Jagemann Magazines

I have confession to make. I received a freebie random handout of magazines about two years ago at SHOT, and just recently found them again. They were in a bag of my stuff from the show and at some point when I had company coming over I cleaned them off the kitchen table – and they subsequently got lost in my piles of gun gear. (Does anybody else have piles? Or is everyone else more organized than me?).

These magazines are by Jagemann (A family operation who may be more recognized for their brass) and are designed to fit my Glock 42. 

I love my Glock 42. This is the gun that I shot in the IDPA BUG Nationals a few years ago when they had a dedicated event for Back Up Guns. I love that little .380. I just haven’t shot it much in the past year due to concentrating on other things. I shot my 43 a good bit last year, but the 42 sat lonely in the safe *sniff*.

At the same time as I received the 42 mags I also had given a Jagemann Glock 19 magazine to a friend to try out as well. I have a 19 too, but he shoots his way more than I shoot mine, so I let him have at it. I wanted to see if he could break it. He reports to me that he had zero issues with the magazine in the past two years and it still lives on his “battle belt” – even though the magazine is Tiffany blue.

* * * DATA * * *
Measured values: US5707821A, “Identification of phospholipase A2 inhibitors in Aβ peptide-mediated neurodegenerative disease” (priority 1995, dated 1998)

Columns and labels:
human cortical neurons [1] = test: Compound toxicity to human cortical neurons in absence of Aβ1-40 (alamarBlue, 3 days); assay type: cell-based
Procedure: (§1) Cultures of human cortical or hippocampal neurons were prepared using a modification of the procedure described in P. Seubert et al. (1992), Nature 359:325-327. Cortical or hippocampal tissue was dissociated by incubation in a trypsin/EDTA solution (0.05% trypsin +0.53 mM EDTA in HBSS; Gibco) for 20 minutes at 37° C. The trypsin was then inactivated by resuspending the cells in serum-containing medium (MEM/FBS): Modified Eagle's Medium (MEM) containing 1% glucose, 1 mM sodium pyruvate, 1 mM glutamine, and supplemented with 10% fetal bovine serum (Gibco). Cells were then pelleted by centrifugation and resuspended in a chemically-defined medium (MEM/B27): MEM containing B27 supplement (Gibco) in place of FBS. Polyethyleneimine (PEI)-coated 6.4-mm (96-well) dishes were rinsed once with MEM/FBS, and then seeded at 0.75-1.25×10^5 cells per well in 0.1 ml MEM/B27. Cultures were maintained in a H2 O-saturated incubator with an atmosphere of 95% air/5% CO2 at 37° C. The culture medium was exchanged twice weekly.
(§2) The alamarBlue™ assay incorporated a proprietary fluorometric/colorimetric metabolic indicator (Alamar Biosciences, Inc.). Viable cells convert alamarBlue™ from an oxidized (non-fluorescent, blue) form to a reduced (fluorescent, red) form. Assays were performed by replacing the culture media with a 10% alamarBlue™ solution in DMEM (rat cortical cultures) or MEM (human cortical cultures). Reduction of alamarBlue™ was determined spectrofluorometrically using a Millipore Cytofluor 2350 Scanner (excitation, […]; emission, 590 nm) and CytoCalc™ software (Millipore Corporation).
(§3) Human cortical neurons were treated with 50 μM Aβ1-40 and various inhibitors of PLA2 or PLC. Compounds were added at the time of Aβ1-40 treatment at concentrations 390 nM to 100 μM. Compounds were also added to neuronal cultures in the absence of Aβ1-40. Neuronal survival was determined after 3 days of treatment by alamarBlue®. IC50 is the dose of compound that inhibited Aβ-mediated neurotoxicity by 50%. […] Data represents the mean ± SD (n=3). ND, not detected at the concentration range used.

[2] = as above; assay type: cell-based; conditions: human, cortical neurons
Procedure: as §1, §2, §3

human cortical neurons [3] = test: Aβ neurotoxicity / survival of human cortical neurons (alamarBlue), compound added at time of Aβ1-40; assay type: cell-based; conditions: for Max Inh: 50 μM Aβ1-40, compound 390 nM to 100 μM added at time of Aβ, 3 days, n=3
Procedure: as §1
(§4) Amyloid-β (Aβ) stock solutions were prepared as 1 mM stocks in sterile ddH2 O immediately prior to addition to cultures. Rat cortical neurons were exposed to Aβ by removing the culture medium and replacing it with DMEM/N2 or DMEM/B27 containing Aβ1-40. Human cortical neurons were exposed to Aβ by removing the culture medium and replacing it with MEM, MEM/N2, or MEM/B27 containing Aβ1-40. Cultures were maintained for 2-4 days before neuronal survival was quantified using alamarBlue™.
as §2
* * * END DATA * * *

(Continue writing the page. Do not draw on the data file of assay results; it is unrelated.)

Yes, Jagemann mags come in colors too. There is the obvious black, but also Tiffany blue, red, olive, and pink. Jagemann makes magazines to fit the Glock 17 and 19, and also the Glock 42 and 43. Additionally, they offer magazines to fit certain 1911 style .22 conversions.

I finally decided that with the weather getting nicer, I might as well give these magazines a whirl and remind myself what fun it was to shoot my little Glock 42. What a pleasant reunion! I don’t know why I waited this long.

The magazines loaded and fed great, and the plates on the plate rack made a satisfying “ping-chunk” noise as they fell. Ahhhhh.

But that wasn’t the only positive thing to report about these Jagemann magazines. Anyone who has ever had to take the baseplate off of a Glock-branded magazine knows what a colossal pain that procedure is. They even had to come up with a special tool to try to make that battle easier. As I recall, the process involves poking, while also simultaneously squeezing and sliding. It’s basically a three-handed operation – lubricated with expletives.

Now ask me how long it took to remove the baseplate of the Jagemann magazine … One. Second. Yes really. I poked the button with the end of an Allen wrench and the plate slid right off! No swearing. No screwdrivers and wrenches. It just slid right off!

That alone is reason to only buy Jagemann magazines for my Glocks from now on! And I’m sorry that it took me this long to rediscover them!